Dr. Fricker – with the help of several staff members – gave a lengthy state of the district report. (Anyone who would like to listen to the report may do so on the school district’s YouTube channel – https://www.youtube.com/watch?v=vrRS9qt0jq8). The report, Dr. Fricker noted, includes the “key elements of what we want teachers to do in the classrooms and administrators in their offices.”
The superintendent also presented a weather protocol report – what to do under certain weather conditions when it is either unusually hot or cold. She noted these are guidelines, not policy. The report will be distributed to the principals.
The trustees held an initial discussion about the possibility of floating a bond measure in the future. “We have gotten pleas from the RTA and parents for air conditioning,” Dr. Fricker said. According to Chief Business Official Jennifer Haberlin, a consultant had estimated the cost of installing air conditioning on the Rim campuses at $22 million a couple of years ago. Today, she said, that estimate has risen to $30 to $35 million.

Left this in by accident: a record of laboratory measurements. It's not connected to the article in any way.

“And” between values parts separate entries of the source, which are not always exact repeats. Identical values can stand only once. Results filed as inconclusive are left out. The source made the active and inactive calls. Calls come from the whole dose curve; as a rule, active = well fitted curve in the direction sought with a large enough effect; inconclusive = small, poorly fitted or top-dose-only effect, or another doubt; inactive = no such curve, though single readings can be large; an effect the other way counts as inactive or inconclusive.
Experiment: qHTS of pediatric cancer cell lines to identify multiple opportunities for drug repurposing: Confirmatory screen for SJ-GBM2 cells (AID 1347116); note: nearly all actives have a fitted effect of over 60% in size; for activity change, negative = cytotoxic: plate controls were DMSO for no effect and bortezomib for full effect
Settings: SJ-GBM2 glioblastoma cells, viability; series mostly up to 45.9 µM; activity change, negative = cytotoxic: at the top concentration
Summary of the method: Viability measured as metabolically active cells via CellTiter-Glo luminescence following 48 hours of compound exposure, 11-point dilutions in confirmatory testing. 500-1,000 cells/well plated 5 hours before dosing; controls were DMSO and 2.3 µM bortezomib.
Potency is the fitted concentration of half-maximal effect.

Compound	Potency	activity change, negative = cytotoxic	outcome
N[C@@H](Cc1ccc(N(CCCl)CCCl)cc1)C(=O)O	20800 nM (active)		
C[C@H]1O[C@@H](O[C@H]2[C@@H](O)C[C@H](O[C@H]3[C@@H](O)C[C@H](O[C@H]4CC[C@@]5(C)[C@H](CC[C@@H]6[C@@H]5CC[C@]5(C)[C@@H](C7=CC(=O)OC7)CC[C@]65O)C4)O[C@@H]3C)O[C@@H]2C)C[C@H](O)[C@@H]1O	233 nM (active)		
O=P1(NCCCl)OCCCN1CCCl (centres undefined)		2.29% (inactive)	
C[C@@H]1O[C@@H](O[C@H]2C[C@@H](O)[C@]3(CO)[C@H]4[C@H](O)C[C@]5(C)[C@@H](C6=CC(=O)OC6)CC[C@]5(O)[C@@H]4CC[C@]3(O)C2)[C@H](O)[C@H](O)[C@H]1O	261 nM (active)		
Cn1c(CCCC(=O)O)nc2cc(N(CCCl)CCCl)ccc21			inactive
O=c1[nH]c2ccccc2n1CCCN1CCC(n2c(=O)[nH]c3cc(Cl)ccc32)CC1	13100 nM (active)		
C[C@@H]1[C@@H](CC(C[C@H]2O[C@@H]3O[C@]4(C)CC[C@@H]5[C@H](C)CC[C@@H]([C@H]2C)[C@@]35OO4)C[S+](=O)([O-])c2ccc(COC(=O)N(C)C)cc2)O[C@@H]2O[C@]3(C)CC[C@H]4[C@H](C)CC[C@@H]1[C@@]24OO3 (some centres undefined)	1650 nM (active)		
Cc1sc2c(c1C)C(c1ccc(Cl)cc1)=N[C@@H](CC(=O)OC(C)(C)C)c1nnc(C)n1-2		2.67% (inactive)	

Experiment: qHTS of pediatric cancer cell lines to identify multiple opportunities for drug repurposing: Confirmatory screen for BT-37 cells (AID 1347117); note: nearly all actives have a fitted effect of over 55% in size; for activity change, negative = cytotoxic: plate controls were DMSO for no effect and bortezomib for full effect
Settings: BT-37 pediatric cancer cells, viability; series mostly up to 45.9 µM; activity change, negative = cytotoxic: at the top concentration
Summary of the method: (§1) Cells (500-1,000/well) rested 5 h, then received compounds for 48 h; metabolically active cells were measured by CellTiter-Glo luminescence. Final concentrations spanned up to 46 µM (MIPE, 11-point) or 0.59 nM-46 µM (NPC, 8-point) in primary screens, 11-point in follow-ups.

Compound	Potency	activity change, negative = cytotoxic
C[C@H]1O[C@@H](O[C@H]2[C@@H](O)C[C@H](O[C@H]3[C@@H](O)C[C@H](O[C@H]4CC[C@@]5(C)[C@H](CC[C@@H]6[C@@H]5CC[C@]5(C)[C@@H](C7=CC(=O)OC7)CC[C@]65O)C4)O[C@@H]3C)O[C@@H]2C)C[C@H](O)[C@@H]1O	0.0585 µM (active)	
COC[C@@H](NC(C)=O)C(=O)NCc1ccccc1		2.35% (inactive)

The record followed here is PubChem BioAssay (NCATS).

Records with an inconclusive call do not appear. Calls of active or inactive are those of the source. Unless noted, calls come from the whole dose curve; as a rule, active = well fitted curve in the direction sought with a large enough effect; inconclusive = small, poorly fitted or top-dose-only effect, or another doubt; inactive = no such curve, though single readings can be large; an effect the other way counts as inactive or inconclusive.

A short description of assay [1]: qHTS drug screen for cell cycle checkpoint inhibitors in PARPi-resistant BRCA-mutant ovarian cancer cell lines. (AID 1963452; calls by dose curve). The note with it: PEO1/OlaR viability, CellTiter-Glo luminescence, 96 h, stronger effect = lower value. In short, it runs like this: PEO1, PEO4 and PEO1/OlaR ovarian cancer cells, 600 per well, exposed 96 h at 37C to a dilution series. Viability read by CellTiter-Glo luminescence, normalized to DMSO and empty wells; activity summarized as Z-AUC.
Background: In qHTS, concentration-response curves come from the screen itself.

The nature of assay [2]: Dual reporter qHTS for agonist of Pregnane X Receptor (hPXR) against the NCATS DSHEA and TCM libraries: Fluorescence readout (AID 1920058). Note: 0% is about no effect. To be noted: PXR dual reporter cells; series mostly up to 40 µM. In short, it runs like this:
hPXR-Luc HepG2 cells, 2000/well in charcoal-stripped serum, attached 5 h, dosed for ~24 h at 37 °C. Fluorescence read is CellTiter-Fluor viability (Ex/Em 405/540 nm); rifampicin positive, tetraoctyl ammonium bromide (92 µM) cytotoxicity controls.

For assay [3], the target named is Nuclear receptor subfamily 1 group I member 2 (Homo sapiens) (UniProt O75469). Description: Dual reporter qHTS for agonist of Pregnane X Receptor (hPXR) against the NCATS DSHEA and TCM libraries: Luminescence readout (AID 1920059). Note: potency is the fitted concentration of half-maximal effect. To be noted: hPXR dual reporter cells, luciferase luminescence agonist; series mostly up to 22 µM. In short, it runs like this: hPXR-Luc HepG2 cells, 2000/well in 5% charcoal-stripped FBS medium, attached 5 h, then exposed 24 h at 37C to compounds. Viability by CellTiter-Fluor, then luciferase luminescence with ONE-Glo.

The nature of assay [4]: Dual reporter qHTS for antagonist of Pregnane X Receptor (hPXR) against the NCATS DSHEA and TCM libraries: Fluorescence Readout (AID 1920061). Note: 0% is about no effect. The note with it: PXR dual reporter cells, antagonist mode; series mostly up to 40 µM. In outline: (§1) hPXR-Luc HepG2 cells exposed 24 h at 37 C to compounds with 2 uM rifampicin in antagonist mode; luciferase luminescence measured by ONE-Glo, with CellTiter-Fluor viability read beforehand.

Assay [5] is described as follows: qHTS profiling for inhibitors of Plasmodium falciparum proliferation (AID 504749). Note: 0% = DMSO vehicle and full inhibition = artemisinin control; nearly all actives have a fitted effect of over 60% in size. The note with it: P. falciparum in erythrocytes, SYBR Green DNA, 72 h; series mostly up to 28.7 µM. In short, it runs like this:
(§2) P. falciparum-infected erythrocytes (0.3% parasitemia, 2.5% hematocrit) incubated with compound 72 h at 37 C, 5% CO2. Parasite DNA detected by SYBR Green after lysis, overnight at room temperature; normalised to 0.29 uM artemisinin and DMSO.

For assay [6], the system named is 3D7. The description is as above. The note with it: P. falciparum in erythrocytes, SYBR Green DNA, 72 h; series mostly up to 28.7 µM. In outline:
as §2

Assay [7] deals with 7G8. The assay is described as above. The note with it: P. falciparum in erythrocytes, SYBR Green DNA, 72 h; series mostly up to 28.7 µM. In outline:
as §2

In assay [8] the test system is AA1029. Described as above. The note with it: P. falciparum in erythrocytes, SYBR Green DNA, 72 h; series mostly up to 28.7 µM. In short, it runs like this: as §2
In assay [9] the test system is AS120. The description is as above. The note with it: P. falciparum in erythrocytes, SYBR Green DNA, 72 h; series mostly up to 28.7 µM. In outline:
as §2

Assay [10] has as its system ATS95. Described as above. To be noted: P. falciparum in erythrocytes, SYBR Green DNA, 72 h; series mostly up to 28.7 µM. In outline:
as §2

“I see the need,” said Trustee Jordana Ridland. “But I have a lot of concerns about us putting in the effort to get a bond to pass. I am sensitive to the situation of people on fixed incomes.”
“We need to take care of our staff and students,” Trustee Cindy Gardner noted. “It’s a morale and academic issue. Students can’t learn when it’s 98 degrees in the classroom. The Band-Aid of swamp coolers will only go so far. We have to take care of our kids, our staff. This is a serious health issue.
“We can’t have the front doors or classroom doors propped open,” Gardner added. “We can’t say we have safe and secure facilities if the doors are propped open to get air circulation. We have to have classrooms that foster learning.”